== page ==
Niket Raj Dwivedi – Our readers can keep expecting a lot of poetry and fiction alongside some of the best works on Pratilipi being converted into print books. 

Indian Printer and Publisher – What hurdles did Pratilipi face in its five year journey as a digital literature platform? How did you overcome these challenges? 

Ranjeet Pratap Singh – Like many other user-generated content platforms, for years, we had to tackle the classic chicken-egg problem. To acquire a large reader base, it needed to onboard good writers and good writers would only join if the audience was large and relevant. Also, educating potential team members, investors, and the broader market on the problem we are solving – especially considering there weren’t many large user-generated content platforms in India back in 2015 was an early challenge we faced. 

Two major challenges that we are continuously working towards are on building the personalization engine since different people have different tastes and preferences and ways to solve content that shouldn’t be on the platform such as copyright violation, and hate speech.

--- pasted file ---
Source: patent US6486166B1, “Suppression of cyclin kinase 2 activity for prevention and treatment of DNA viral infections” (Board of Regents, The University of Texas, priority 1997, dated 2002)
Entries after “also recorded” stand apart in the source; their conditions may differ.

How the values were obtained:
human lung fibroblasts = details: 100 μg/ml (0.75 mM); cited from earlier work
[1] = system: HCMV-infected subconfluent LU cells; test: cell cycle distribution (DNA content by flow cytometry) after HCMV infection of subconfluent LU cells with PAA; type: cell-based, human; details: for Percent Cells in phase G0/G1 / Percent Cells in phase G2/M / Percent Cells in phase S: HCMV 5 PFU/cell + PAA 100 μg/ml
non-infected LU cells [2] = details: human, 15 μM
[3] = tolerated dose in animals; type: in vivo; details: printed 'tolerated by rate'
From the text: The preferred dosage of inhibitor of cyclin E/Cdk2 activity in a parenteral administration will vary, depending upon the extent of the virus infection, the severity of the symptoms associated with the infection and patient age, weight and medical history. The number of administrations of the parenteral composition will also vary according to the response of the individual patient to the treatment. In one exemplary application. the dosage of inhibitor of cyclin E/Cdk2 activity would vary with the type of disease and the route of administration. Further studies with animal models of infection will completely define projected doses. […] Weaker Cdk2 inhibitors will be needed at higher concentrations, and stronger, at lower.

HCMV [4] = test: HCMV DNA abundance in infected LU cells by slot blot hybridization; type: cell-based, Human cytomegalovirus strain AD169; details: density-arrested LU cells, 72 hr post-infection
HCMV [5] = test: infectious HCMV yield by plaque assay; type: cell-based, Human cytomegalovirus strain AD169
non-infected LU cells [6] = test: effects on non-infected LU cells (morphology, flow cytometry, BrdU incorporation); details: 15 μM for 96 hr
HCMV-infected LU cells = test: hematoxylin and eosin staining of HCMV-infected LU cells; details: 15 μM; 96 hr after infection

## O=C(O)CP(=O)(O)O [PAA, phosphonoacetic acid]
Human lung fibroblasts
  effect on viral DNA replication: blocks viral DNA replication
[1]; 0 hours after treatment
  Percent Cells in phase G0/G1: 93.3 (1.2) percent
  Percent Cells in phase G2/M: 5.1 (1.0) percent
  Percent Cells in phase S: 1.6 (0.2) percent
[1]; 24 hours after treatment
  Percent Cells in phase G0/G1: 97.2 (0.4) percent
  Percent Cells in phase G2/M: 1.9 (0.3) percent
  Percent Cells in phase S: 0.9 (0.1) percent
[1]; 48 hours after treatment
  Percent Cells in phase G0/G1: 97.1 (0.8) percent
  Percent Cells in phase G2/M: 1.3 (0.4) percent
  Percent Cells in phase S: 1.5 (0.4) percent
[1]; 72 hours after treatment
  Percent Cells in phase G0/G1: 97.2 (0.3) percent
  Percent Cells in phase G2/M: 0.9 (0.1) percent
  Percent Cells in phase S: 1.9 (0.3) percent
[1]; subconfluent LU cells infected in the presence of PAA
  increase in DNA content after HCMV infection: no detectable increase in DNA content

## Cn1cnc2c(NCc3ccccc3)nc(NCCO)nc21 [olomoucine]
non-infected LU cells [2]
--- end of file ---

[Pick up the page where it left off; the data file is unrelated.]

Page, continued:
Indian Printer and Publisher – How did The Write Order cope with the setback caused to the book publishing industry due to the Covid-19 pandemic? 

Niket Raj Dwivedi – The pandemic brought to us a boom. Writers got the time to write, amateurs got the time to explore and hone their skills and everyone was looking for a platform to boost their morale. The Write Order has been growing significantly since then. 

Indian Printer and Publisher – How has storytelling evolved in the last hundred years? Do you think the Covid-19 pandemic has had an impact on the development of reading as a habit in today’s day and age?